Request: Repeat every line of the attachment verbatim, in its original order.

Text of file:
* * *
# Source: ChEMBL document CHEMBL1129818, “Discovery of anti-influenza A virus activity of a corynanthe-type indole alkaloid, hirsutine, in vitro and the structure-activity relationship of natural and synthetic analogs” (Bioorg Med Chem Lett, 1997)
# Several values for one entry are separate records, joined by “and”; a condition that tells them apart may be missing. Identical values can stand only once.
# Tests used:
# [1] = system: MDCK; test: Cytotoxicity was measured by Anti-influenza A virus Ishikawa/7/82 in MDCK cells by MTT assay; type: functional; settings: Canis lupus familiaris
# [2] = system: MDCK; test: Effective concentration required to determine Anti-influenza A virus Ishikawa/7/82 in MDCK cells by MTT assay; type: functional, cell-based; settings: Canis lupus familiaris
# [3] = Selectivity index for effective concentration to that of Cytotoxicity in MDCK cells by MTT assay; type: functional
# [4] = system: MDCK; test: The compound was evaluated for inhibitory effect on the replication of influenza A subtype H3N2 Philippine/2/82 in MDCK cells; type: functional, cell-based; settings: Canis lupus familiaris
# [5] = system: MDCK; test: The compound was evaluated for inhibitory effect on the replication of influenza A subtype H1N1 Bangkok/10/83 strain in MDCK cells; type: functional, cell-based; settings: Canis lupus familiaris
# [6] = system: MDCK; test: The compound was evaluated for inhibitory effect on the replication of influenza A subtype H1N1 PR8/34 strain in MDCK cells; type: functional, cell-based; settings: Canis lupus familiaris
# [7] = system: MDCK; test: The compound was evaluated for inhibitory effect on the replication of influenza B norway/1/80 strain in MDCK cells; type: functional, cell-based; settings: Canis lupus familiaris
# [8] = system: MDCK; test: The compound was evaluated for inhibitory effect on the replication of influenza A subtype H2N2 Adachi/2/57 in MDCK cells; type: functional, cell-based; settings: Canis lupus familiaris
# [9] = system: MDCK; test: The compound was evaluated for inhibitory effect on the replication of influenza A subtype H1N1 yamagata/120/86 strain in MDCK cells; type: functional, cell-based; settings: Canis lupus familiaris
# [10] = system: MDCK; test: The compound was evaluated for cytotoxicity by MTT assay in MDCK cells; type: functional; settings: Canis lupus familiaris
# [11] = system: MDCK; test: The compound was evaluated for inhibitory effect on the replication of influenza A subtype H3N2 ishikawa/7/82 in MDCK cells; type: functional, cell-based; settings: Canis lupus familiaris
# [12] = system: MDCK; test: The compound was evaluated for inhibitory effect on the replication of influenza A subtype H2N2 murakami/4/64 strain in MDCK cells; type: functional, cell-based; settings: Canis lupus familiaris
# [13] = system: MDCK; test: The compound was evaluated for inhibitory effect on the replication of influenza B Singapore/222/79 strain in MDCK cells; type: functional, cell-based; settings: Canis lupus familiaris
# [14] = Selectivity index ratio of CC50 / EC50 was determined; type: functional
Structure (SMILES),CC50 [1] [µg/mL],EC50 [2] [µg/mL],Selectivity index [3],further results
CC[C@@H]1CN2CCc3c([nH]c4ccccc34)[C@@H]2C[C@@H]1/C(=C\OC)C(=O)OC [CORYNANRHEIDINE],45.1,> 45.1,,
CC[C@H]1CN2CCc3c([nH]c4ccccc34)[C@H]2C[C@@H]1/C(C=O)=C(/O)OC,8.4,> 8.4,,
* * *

# Source: ChEMBL document CHEMBL1129818, “Discovery of anti-influenza A virus activity of a corynanthe-type indole alkaloid, hirsutine, in vitro and the structure-activity relationship of natural and synthetic analogs” (Bioorg Med Chem Lett, 1997)
# Several values for one entry are separate records, joined by “and”; a condition that tells them apart may be missing. Identical values can stand only once.
# Tests used:
# [1] = system: MDCK; test: Cytotoxicity was measured by Anti-influenza A virus Ishikawa/7/82 in MDCK cells by MTT assay; type: functional; settings: Canis lupus familiaris
# [2] = system: MDCK; test: Effective concentration required to determine Anti-influenza A virus Ishikawa/7/82 in MDCK cells by MTT assay; type: functional, cell-based; settings: Canis lupus familiaris
# [3] = Selectivity index for effective concentration to that of Cytotoxicity in MDCK cells by MTT assay; type: functional
# [4] = system: MDCK; test: The compound was evaluated for inhibitory effect on the replication of influenza A subtype H3N2 Philippine/2/82 in MDCK cells; type: functional, cell-based; settings: Canis lupus familiaris
# [5] = system: MDCK; test: The compound was evaluated for inhibitory effect on the replication of influenza A subtype H1N1 Bangkok/10/83 strain in MDCK cells; type: functional, cell-based; settings: Canis lupus familiaris
# [6] = system: MDCK; test: The compound was evaluated for inhibitory effect on the replication of influenza A subtype H1N1 PR8/34 strain in MDCK cells; type: functional, cell-based; settings: Canis lupus familiaris
# [7] = system: MDCK; test: The compound was evaluated for inhibitory effect on the replication of influenza B norway/1/80 strain in MDCK cells; type: functional, cell-based; settings: Canis lupus familiaris
# [8] = system: MDCK; test: The compound was evaluated for inhibitory effect on the replication of influenza A subtype H2N2 Adachi/2/57 in MDCK cells; type: functional, cell-based; settings: Canis lupus familiaris
# [9] = system: MDCK; test: The compound was evaluated for inhibitory effect on the replication of influenza A subtype H1N1 yamagata/120/86 strain in MDCK cells; type: functional, cell-based; settings: Canis lupus familiaris
# [10] = system: MDCK; test: The compound was evaluated for cytotoxicity by MTT assay in MDCK cells; type: functional; settings: Canis lupus familiaris
# [11] = system: MDCK; test: The compound was evaluated for inhibitory effect on the replication of influenza A subtype H3N2 ishikawa/7/82 in MDCK cells; type: functional, cell-based; settings: Canis lupus familiaris
# [12] = system: MDCK; test: The compound was evaluated for inhibitory effect on the replication of influenza A subtype H2N2 murakami/4/64 strain in MDCK cells; type: functional, cell-based; settings: Canis lupus familiaris
# [13] = system: MDCK; test: The compound was evaluated for inhibitory effect on the replication of influenza B Singapore/222/79 strain in MDCK cells; type: functional, cell-based; settings: Canis lupus familiaris
# [14] = Selectivity index ratio of CC50 / EC50 was determined; type: functional
Structure (SMILES),CC50 [1] [µg/mL],EC50 [2] [µg/mL],Selectivity index [3],further results
CC[C@@H]1CN2CCc3c([nH]c4ccccc34)[C@@H]2C[C@@H]1/C(=C\OC)C(=O)OC [CORYNANRHEIDINE],45.1,> 45.1,,
CC[C@H]1CN2CCc3c([nH]c4ccccc34)[C@H]2C[C@@H]1/C(C=O)=C(/O)OC,8.4,> 8.4,,